far a$ respect* him, Cyr. iii. 2. 30. "O/MtPt r»Ts rvpXdtt Hv ^fAif, Xnnti yt rSw
iftirif^f i^^mkfuift * ^ aU the good oor eyes would do as,' Mem. iv. 3. 3*
KjKkSf «'«^ii«'X«v nuratf it is well mtutUed in regard to the voyage, Th. L 36*
T«v ir^U *ASnfm,Uvf wXiffV MrnXSt $Uit»Ts U««m ^ ^iXtf nttiitiraficu Id. iii. 92*
tnt ri I**} 0^f»n( vm^»w x^'*l^i ^' ^* (See also § 363. /3.) ^TpAt
Avrtu ifiit§iit9 yttUimt r«v i^t mvTtvt rSn *£XXifr«fy H. Gr. vi. 5. 38.

%. With Ybbbs. Tiff WtiCiXm§ . . nn^SnUrrm [» it »iv^vv« •'«-«], 6e%
in danger of the fine for faim aecueation, Dem. 835. 14. Td^dv . . r«» fth
w(0Tifa(, rif V UrtfMi^nfj having bestowed upon the one, and denied to the oUter,
the honor of eepuiture (r«^«v defining «T^iiv implied in WfrUmt and AnfiUifmu
$ 383. «), Soph. Ant. 21.

§ 396. General Remark. Great care is requisite in
distinguishing the various uses of the Genitivo, inasmuch as,

1 .) The Gen. may have different uses in oonnec^on with the same word ;
•8, with linsim and «Xva* (§§ 356, 375, 380), with hpfutt (v^ 357. N, 380),
with «'XMfi»ri« (5§ 351, 367), with ^tftTrif (§§ 349, 362. Z), with ^if^
and vfUet (§$ 347, 363). — The ose of the Gen. with substantives is ea*
pedaCy various.

2.) A word may have two or more adjuncts in the Gen. expressing differ-
ent relations ; as, ^AsAtm^tt (§381. y\ V^m (§ 391. t), rvyx»*»t and ^iumt
(§ 380. «). See § 393. ). , •

C. The Dative Objective.

^ 397. That towards which any thing
nJNDS (§ 339) may be resolved into, i. That
cowards which any thing tends, as^ an object of
approach; and ii. That towards which any thing
lends, as an object of influence. Hence the
Dative objective is either, (i.) the Dative of Ap-
puoACH, or (ii.) the Dative of Influence; and
we have the following general rule : The Object
OF Approach and of Influence is put in the



Digitized



by Google



1t8$ WfJKtAt. — SATITB. [BOOK H&

Dative; Or, m other words, irfnce neither ap-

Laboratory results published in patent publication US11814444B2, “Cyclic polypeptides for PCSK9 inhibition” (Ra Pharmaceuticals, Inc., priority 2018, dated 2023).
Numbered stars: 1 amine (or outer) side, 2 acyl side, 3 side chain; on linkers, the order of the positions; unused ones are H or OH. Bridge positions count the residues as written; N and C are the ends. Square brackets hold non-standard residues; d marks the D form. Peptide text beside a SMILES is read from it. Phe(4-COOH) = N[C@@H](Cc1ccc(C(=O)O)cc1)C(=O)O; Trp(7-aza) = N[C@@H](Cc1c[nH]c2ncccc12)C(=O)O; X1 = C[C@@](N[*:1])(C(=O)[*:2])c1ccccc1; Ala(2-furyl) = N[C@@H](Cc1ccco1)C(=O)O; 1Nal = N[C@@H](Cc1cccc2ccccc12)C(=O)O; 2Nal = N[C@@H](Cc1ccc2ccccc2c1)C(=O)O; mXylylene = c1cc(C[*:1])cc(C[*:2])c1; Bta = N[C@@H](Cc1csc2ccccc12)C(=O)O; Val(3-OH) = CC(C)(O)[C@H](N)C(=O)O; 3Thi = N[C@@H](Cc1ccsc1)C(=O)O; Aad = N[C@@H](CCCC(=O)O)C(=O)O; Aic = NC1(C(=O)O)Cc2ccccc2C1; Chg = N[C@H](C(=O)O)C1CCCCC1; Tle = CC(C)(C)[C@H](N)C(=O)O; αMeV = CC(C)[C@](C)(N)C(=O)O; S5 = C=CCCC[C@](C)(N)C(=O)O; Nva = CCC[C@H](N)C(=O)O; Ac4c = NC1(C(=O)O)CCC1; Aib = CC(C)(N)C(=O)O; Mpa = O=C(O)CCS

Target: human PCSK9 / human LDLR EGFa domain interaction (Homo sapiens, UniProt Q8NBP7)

proach nor influence are regarded as direct action^
An Indirect Object i^ put in the Dative.

KanBB. «. Hie Dot, of afproaeh ia cowmonly asLpreaaed in Eng. by
file prepoation to, and the DaU cf m/Inmce^ bj the prqxMitlona to and for,

fi. The l>jasvK oajBorpn ia the uimw w at the GENmrs ; Ihe AA
^ approach oontraathig whfa the Otm. of dtpart m e, and the Dai. of h^mtmm
fpHh the Om, of oaum. See §§ 8S8, S99, 345.

(i.) Dathtb of Appkoach.

§308. Approach, like ita opposite, departure {% ^4IS^^
may be either in place or in eharaeter* Hence,

Rule XVII. Words of nearness and like^
NESS govern the Dative.

KoxBB. •• Worda of ffttmw aie ra^ated to thoaa of ncarmw, m the aame
mauner aa worda of dutmeikm aie ralated to thoee ci aqMratkm (§ 346. N. V

/S. Fbr the OeMm after aome wwda 6t ncamem and Bkenea, aee §§ 389^
894.

1. Datwe of Nearness.

^399* Words of nearness may imply either being near^
coming near^ or bringing near ; and to this class may be re-
ferred words of union and mixture^ of companionship and ti»-
tercowrse^ of meeting and following^ of sending to and bring"
ing to^ 6£c. Thus,

TltXArmt • . rjf tUHf, to approach the entrance, iv. 2. 3. 07»w xt^d^mg
mMi9, havhg mited it tM wine, i, 2. 13. *£^/'0rr«i ^/»rv, <A^ wtU foBom
fcm, iii. I. 3(?. ni/i«'«f avr^ £^^1X09, sentUng a maunget to him, i. S. 8.
1R»rif v'Xnrtairdr^ ^i^^tt 2fv^if »m^4fiw( vM. 3. 29. 2«} «'iX«# S^»MPf
f;^ii* iBsoh. Sup. 208. ^Eyyiig nftTv yr/Mau Cjr. iii. 2. 6. Ini^ru X^



Online LibraryAlpheus CrosbyA grammar of the Greek language → online text (page 29 of 53)